Thanks to partners NetGalley and Wednesday Books for the digital ARC of Jennifer Chen's Artifacts of an Ex. The book is out today!
Jennifer Chen’s Artifacts of an Ex is a thoughtful YA romance with a nuanced relationship at its center. Main character Chloe Chang has been dumped via U.S. mail after moving across the country with her family to take care of her ill grandmother.
Chloe’s taking out her rage and heartbreak on the box of mementos her ex sent along with the breakup letter when she meets Francesca, who has also recently ended a relationship. As they bond over their stories, Chloe gets an inspiration: a curated art show focused on “Heartifacts,” the artifacts of failed relationships. She puts out a social media request for people willing to share their own symbols of heartbreak.
On opening night, Chloe is outraged by Daniel Kwak who is filming his friend’s reaction to one of the pieces, but as Chloe and Daniel talk, they find common ground and a new friendship.
Chloe, however, wants more.
For Daniel, relationships are perilous ground: he’s been the rebound boyfriend who sends girls back to their exes five times, and he’s not eager to have a sixth such experience. So, Daniel and Chloe vow to keep things friendly, bonding over their art (Daniel is a filmmaker; Chloe sees herself as a curator) and becoming closer as they come to know each other more.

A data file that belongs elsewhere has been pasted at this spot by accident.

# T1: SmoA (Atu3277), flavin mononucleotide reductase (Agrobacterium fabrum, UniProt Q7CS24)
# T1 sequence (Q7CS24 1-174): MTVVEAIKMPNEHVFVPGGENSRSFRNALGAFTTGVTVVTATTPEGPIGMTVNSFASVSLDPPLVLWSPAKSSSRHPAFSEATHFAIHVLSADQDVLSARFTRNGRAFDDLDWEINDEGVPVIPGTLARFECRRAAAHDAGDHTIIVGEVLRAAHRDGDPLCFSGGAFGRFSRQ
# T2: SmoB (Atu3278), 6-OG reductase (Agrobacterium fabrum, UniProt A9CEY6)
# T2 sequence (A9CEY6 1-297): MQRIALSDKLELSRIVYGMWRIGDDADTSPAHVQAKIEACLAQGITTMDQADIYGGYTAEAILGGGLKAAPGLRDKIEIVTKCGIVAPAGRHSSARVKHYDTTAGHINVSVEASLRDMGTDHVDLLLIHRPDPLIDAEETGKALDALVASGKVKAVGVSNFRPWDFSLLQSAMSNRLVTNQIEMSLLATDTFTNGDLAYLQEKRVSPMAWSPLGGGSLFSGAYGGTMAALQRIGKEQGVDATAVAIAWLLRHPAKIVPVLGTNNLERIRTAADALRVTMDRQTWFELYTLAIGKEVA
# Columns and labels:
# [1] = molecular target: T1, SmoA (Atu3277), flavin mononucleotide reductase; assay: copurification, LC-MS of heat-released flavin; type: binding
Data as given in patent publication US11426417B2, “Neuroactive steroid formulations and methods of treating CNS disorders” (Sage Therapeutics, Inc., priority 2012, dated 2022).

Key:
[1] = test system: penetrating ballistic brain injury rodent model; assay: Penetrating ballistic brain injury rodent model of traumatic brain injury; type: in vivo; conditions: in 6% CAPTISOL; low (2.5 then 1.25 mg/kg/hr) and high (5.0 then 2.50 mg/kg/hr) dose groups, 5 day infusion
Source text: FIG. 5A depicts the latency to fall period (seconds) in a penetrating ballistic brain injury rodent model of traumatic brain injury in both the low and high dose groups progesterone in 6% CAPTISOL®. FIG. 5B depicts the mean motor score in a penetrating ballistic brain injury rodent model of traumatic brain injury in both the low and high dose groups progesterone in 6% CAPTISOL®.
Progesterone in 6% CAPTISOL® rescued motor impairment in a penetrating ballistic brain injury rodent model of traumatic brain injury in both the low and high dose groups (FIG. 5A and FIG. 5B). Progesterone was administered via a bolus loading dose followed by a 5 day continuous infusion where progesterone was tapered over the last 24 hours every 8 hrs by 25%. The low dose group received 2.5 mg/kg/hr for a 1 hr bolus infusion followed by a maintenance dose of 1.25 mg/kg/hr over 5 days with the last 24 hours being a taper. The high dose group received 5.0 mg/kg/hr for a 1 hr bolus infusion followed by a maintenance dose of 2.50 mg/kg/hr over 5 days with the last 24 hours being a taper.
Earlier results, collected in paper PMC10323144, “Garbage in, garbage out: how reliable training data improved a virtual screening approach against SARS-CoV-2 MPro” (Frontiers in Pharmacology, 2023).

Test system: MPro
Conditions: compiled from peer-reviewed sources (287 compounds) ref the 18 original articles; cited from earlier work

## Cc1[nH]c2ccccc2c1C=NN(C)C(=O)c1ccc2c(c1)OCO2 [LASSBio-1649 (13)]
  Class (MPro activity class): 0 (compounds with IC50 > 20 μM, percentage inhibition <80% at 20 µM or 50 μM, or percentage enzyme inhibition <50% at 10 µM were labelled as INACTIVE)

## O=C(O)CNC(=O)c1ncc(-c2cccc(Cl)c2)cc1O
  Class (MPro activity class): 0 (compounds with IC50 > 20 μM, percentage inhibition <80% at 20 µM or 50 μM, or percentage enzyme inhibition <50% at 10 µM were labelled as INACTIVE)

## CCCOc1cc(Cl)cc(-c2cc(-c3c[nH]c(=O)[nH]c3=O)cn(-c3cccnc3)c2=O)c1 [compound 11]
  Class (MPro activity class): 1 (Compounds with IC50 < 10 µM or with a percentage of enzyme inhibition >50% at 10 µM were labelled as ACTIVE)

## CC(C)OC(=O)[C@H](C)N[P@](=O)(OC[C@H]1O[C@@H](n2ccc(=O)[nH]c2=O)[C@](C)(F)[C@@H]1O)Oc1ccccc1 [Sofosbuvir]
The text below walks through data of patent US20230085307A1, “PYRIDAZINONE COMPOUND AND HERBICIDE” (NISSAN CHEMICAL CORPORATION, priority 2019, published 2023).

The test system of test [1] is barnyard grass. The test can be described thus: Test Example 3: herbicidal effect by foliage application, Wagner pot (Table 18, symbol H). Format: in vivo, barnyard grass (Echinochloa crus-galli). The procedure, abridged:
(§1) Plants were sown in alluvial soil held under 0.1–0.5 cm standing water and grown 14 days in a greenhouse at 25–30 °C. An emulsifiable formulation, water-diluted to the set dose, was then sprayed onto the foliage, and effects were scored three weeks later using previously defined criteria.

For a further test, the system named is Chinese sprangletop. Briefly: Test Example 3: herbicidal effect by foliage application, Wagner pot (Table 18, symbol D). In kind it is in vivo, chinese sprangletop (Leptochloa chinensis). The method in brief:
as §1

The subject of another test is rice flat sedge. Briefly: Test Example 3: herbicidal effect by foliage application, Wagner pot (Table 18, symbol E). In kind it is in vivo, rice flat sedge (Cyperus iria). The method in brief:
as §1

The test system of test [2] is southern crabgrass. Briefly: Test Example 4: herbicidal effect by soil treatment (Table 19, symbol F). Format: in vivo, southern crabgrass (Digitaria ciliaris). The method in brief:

As their lives and hearts become more entangled, Chloe has to work through the feelings lingering from her own relationship, and Daniel has to deal with the vulnerability he has to embrace.
Artifacts of an Ex is such a thoughtful romance, one that focuses as much on Chloe’s need to understand her own identity as it does on the relationship at its center. Chen’s development of her characters is quite strong, and I thought the consideration of art and its goals for both Chloe and Daniel was an excellent part of the novel. Overall, this was a strong first novel by an author I’ll watch.
Thanks to NetGalley and Wednesday Books for the digital ARC of Amanda Quain’s Ghosted, which will be published Tuesday, July 25!
Amanda Quain’s Ghosted, a YA retelling of Jane Austen’s Northanger Abbey, far exceeded my expectations. Quain uses her source material creatively but isn’t beholden to it, instead finding an emotional core that (I must admit) I found missing from Austen’s novel.
Hattie Tilney attends Northanger Abbey, a ritzy private boarding school her family can afford because her mother, Dr. Tilney, is the headmaster. Despite the fact that her school is notorious for being haunted, Hattie is entirely anti-paranormal, convinced that those who hope to find a ghost are deluding themselves.
Then, along comes Kit Morland, a handsome, quirky new student who is decidedly pro-paranormal. Normally, Hattie would avoid Kit completely, but her mother has assigned Hattie to be his ambassador, so she resigns herself to a few tours, some friendly chats, and that’s it.